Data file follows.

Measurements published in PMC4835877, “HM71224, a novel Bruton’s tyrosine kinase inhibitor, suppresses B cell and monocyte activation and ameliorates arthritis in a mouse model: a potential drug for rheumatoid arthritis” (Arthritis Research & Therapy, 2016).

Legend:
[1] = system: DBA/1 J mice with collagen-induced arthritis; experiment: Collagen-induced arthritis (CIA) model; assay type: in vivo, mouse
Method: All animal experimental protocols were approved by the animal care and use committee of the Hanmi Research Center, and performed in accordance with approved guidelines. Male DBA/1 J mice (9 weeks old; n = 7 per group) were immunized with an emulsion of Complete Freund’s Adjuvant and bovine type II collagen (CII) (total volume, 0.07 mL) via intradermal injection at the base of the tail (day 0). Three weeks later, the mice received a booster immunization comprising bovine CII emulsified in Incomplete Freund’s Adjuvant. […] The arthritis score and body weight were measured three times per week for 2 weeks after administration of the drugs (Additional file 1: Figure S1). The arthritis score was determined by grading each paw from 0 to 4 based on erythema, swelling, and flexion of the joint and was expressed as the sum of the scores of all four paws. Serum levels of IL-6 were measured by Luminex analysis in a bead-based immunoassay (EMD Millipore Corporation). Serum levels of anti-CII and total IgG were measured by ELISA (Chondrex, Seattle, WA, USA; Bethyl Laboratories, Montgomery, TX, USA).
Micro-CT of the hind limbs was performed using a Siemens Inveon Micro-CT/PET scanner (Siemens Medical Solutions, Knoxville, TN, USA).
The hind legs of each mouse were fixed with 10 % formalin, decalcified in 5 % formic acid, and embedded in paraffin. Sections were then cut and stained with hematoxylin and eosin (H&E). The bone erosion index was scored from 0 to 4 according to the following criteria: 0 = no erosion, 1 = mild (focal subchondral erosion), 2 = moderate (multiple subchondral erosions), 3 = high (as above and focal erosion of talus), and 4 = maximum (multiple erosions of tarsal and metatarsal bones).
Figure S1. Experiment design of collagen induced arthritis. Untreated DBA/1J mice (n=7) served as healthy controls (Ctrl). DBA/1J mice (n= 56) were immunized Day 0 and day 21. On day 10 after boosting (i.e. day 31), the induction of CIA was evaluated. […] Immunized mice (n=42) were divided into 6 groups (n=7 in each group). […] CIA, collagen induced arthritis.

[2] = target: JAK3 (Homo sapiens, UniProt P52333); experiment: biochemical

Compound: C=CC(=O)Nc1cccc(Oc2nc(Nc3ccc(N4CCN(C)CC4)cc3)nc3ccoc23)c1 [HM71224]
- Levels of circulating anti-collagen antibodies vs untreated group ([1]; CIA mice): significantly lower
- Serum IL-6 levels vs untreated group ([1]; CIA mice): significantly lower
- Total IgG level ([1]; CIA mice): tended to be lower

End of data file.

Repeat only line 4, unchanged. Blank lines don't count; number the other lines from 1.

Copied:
Method: All animal experimental protocols were approved by the animal care and use committee of the Hanmi Research Center, and performed in accordance with approved guidelines. Male DBA/1 J mice (9 weeks old; n = 7 per group) were immunized with an emulsion of Complete Freund’s Adjuvant and bovine type II collagen (CII) (total volume, 0.07 mL) via intradermal injection at the base of the tail (day 0). Three weeks later, the mice received a booster immunization comprising bovine CII emulsified in Incomplete Freund’s Adjuvant. […] The arthritis score and body weight were measured three times per week for 2 weeks after administration of the drugs (Additional file 1: Figure S1). The arthritis score was determined by grading each paw from 0 to 4 based on erythema, swelling, and flexion of the joint and was expressed as the sum of the scores of all four paws. Serum levels of IL-6 were measured by Luminex analysis in a bead-based immunoassay (EMD Millipore Corporation). Serum levels of anti-CII and total IgG were measured by ELISA (Chondrex, Seattle, WA, USA; Bethyl Laboratories, Montgomery, TX, USA).